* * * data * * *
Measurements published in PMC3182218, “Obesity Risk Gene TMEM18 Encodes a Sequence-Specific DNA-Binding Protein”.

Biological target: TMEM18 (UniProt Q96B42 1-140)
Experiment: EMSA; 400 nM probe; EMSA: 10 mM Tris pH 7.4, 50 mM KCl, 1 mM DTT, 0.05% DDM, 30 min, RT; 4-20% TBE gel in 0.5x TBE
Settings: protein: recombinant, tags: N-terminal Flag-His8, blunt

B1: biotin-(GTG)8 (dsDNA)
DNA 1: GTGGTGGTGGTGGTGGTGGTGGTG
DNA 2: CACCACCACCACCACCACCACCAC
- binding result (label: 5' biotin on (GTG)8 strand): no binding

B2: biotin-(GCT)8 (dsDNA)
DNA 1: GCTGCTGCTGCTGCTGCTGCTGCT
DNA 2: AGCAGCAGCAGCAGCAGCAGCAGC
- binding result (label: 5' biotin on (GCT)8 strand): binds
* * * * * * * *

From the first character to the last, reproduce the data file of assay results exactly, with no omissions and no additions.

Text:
Measurements published in PMC3182218, “Obesity Risk Gene TMEM18 Encodes a Sequence-Specific DNA-Binding Protein”.

Biological target: TMEM18 (UniProt Q96B42 1-140)
Experiment: EMSA; 400 nM probe; EMSA: 10 mM Tris pH 7.4, 50 mM KCl, 1 mM DTT, 0.05% DDM, 30 min, RT; 4-20% TBE gel in 0.5x TBE
Settings: protein: recombinant, tags: N-terminal Flag-His8, blunt

B1: biotin-(GTG)8 (dsDNA)
DNA 1: GTGGTGGTGGTGGTGGTGGTGGTG
DNA 2: CACCACCACCACCACCACCACCAC
- binding result (label: 5' biotin on (GTG)8 strand): no binding

B2: biotin-(GCT)8 (dsDNA)
DNA 1: GCTGCTGCTGCTGCTGCTGCTGCT
DNA 2: AGCAGCAGCAGCAGCAGCAGCAGC
- binding result (label: 5' biotin on (GCT)8 strand): binds